Right here, almost two years ago, this little idea called Geauga News got started. It’s hard to believe that the time has already flown by so quickly, but I can honestly say that it’s been the best ride of my life so far. I have learned more than I ever dreamed possible, made some amazing friends, and learned so much about the county and the wonderful people here.
Coming home from Chicago was a big leap of faith for me. I had been gone for four years and had made a life for myself in that big beautiful city. There are times when I still miss it, but I’ll never doubt that coming home was the right decision. Geauga County is my home. This is where I want my son to grow up.
As I got out of my car to walk into Coffee Corners today, I looked across the street and remembered years ago walking into Hill Hardware for the first time and meeting Keith. He was one of the first characters to bring the magic of Burton to life for me. Like any good old hardware store, it has winding aisles and layers upon layers of tools, paint, fasteners, and an infamous basement where Keith would go to find the good stuff. After a few minutes of crashing around down there, he would emerge, grumbling and cussing, and bring me what my grandfather had sent me into the hardware store for. While I was in the hardware store, I’d usually manage to pick up a new pocket knife, or some sparklers, or something exciting to play with while Grandpa drove us around.
If I had enough extra time, or if Grandpa was distracted talking to one of his friends, I would trot down to Chaney’s and buy myself some Skittles and a Mountain Dew. God knows I didn’t need more sugar and energy, but Grandpa didn’t care; he just warned me not to tell my mother, ’cause otherwise he’d “catch heck,” and he didn’t need that he said. Somehow, miraculously in my nine year old brain, Mom could always tell when I’d go bingeing on sugar. Imagine that.
The same guy seemed to always check me out at Chaney’s, and as I strolled out the door, I would always look back and think that Chaney’s would be there forever. It was a sad day for me when it disappeared. My younger brothers never saw the place, and eventually, what is now Gas USA replaced it as the town’s convenient store. Someone needs to post a picture of Chaney’s. I don’t have one anywhere.
“What you have to do, Gabe, is make a difference in the lives of those around you.”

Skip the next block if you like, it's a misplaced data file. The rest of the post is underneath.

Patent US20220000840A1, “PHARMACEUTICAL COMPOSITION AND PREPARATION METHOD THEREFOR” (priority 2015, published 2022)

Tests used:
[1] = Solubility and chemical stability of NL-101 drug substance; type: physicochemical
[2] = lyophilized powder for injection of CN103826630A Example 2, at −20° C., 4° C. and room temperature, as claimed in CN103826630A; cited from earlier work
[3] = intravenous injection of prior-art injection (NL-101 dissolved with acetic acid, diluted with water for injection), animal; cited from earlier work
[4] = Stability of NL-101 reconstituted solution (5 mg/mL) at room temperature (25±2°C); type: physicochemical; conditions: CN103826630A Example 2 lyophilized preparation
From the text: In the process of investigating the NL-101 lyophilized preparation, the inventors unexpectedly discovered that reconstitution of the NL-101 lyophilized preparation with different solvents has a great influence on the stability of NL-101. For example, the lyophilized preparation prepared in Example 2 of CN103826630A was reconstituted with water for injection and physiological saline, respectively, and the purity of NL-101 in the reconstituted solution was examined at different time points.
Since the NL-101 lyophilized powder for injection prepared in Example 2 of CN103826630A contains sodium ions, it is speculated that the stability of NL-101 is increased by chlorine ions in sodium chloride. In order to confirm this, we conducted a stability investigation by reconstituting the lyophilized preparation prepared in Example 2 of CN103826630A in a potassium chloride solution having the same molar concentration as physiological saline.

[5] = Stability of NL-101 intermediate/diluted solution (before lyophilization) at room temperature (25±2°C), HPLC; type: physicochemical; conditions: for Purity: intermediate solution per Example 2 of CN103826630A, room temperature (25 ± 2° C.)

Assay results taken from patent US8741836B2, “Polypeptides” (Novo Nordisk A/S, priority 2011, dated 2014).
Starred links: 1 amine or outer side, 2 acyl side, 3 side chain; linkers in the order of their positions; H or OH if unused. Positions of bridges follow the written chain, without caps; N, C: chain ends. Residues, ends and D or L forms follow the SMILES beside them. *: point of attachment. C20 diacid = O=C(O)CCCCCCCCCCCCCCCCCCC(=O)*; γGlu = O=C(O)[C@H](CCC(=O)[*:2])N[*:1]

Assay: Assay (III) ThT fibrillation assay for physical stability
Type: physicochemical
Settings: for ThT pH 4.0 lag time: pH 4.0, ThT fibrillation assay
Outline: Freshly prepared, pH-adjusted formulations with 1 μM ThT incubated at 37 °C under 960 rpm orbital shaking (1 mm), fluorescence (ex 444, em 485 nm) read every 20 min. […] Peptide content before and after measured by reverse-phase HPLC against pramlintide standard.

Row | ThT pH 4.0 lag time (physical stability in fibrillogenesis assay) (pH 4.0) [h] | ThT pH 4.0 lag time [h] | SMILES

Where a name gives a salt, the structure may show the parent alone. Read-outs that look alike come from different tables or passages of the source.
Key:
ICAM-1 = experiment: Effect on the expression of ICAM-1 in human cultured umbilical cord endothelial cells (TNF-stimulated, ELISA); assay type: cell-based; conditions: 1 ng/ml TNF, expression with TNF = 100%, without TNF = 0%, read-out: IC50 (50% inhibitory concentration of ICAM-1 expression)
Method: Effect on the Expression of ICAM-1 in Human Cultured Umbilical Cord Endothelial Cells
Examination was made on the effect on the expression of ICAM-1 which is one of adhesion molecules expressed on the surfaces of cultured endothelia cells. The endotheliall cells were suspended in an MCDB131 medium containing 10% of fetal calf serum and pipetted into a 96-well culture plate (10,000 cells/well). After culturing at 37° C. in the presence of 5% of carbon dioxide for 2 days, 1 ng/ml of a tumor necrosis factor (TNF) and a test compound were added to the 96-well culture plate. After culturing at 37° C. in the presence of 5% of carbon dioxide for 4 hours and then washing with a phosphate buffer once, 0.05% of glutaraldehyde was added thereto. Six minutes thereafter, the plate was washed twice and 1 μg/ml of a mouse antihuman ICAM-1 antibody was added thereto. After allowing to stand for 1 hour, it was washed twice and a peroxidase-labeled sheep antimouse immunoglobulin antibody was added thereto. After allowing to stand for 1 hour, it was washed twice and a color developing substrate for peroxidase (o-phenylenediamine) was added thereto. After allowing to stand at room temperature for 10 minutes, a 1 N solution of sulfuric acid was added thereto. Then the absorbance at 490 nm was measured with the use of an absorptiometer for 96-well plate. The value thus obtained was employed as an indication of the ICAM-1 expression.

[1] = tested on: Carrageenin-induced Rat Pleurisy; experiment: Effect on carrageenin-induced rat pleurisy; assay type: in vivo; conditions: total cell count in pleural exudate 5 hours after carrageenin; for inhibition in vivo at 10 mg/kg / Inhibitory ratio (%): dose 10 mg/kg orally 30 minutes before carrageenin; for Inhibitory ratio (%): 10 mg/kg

If it was still early enough in the day (which it almost always was), Grandpa and I would make our way around the circle and find our way into Belles Restaurant. Inside the door to the left were all Grandpa’s friends. He would talk with Al and all his buddies and find out where the fish were biting on Lake Erie and at the other local fishing spots. After what seemed liked forever, we would finally find our seat and have a slice of apple pie. Grandpa had a sweet spot for pie, and I think we probably consumed more pie in those years together than I will ever make up for again. Those were magical times for me. Grandpa always taught me how to be friendly and meet new people, and he instilled in me a deep sense of community. Someday, I want to be the kind of man my grandfather was to his community.
I still feel a wave of nostalgia when I walk into Burton Family Restaurant these days and see the same old crew of guys sitting there holding down the fort. I like to call them the ‘old guard,’ and I know my grandpa would be proud to sit down and talk to them if he was still here.
Those times together with my grandpa shaped who I am today in an enormous way. He taught me that if I put my mind to it, anything was possible. He taught me perseverance by never letting his painful arthritis stop him from doing anything. There were times when he would crawl to his truck after working all day building my father’s house because he hurt so bad. Those images will never leave me. He taught me to believe in other people and to encourage them. I will never forget his deep laugher and beautiful smiles as he would tell all his friends how proud he was of my latest accomplishment.
Grandpa taught me to make a positive change in the world around me. He would always tell me, “What you have to do, Gabe, is make a difference in the lives of those around you.” He not only told me what to do, but he lived it out daily. My grandpa is one of my heroes.
As I sit back and soak in the sights and sounds of Coffee Corners once again, all these great memories come back to me, and it’s so wonderful to have the outlet of Geauga News to share them through. Each one of you has made Geauga News a reality, and I couldn’t be more thankful. It has truly changed my life, and I hope it’s changed yours for the better, too.
To those who invested the first real money; thanks for believing in me then and for still believing in me to this day.
To all of the wonderful volunteer writers that got us started and still carry us today; thank you for your time and for your dedication. Without you, none of this would be possible.
To our very first advertisers; thank you for believing in this little idea that’s now touching thousands of lives every day. You have made a great and lasting positive difference.
Finally, to all our faithful readers; thank you for always supporting us and for spreading the word. You are what Geauga News is all about, and I’m truly grateful for each and every one of you.
I love this county. I love my hometown Burton. And I love being a part of something positive and local every day. Thank you all for making that a reality for all of us.
What do you love about Burton? What do you love about Geauga County? Share your thoughts in the comments below.